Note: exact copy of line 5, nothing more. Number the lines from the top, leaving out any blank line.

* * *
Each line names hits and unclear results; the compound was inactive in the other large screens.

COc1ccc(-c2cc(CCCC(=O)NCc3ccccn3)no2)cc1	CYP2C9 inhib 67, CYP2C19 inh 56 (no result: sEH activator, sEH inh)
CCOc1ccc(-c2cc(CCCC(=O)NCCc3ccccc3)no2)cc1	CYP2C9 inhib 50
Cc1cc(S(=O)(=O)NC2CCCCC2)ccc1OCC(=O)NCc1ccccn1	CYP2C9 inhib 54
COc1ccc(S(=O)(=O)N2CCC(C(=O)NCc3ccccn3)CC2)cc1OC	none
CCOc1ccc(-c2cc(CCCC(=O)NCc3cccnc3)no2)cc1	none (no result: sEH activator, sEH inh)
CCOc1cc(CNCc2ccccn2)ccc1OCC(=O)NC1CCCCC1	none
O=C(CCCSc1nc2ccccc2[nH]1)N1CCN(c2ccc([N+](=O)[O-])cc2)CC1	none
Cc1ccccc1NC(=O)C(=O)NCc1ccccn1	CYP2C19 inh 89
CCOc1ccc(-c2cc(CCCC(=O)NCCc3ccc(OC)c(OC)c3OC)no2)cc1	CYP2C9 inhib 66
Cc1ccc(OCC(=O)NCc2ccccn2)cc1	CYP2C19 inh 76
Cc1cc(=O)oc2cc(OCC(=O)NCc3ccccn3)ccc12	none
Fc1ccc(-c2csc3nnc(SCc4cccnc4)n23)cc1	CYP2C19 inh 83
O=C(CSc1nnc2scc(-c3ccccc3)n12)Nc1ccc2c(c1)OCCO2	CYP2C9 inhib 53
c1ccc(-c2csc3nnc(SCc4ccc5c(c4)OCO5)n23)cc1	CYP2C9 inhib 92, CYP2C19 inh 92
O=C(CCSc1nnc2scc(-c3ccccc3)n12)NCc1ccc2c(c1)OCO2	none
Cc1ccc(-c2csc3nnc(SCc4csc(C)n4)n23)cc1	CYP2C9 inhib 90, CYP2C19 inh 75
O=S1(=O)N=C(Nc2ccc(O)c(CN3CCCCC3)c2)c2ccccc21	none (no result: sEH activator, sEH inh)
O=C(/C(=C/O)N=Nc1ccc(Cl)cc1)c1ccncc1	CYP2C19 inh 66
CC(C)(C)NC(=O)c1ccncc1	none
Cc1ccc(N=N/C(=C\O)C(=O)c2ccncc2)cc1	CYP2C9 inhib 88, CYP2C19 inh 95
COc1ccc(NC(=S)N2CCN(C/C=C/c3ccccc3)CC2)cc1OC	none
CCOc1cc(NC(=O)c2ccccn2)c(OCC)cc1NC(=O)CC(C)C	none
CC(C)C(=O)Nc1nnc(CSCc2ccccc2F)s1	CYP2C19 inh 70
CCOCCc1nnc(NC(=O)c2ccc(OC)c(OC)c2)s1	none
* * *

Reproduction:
COc1ccc(S(=O)(=O)N2CCC(C(=O)NCc3ccccn3)CC2)cc1OC	none